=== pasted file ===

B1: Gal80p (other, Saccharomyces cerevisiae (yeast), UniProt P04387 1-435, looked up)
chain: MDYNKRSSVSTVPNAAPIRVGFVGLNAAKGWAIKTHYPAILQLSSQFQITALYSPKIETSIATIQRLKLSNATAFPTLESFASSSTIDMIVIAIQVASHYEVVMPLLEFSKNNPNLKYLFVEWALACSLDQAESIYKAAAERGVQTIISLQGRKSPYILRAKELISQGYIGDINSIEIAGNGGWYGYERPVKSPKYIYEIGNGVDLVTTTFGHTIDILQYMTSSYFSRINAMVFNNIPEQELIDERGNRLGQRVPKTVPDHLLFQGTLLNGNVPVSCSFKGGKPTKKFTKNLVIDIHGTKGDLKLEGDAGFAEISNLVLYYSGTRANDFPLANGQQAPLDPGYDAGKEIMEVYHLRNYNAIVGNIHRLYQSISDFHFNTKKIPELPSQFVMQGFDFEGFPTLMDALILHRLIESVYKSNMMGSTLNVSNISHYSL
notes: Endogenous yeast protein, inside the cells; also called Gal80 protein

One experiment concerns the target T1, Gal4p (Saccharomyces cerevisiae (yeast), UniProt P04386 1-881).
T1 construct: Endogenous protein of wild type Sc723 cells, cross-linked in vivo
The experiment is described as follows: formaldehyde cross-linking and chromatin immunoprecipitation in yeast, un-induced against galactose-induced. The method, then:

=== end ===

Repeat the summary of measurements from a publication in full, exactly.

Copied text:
B1: Gal80p (other, Saccharomyces cerevisiae (yeast), UniProt P04387 1-435, looked up)
chain: MDYNKRSSVSTVPNAAPIRVGFVGLNAAKGWAIKTHYPAILQLSSQFQITALYSPKIETSIATIQRLKLSNATAFPTLESFASSSTIDMIVIAIQVASHYEVVMPLLEFSKNNPNLKYLFVEWALACSLDQAESIYKAAAERGVQTIISLQGRKSPYILRAKELISQGYIGDINSIEIAGNGGWYGYERPVKSPKYIYEIGNGVDLVTTTFGHTIDILQYMTSSYFSRINAMVFNNIPEQELIDERGNRLGQRVPKTVPDHLLFQGTLLNGNVPVSCSFKGGKPTKKFTKNLVIDIHGTKGDLKLEGDAGFAEISNLVLYYSGTRANDFPLANGQQAPLDPGYDAGKEIMEVYHLRNYNAIVGNIHRLYQSISDFHFNTKKIPELPSQFVMQGFDFEGFPTLMDALILHRLIESVYKSNMMGSTLNVSNISHYSL
notes: Endogenous yeast protein, inside the cells; also called Gal80 protein

One experiment concerns the target T1, Gal4p (Saccharomyces cerevisiae (yeast), UniProt P04386 1-881).
T1 construct: Endogenous protein of wild type Sc723 cells, cross-linked in vivo
The experiment is described as follows: formaldehyde cross-linking and chromatin immunoprecipitation in yeast, un-induced against galactose-induced. The method, then: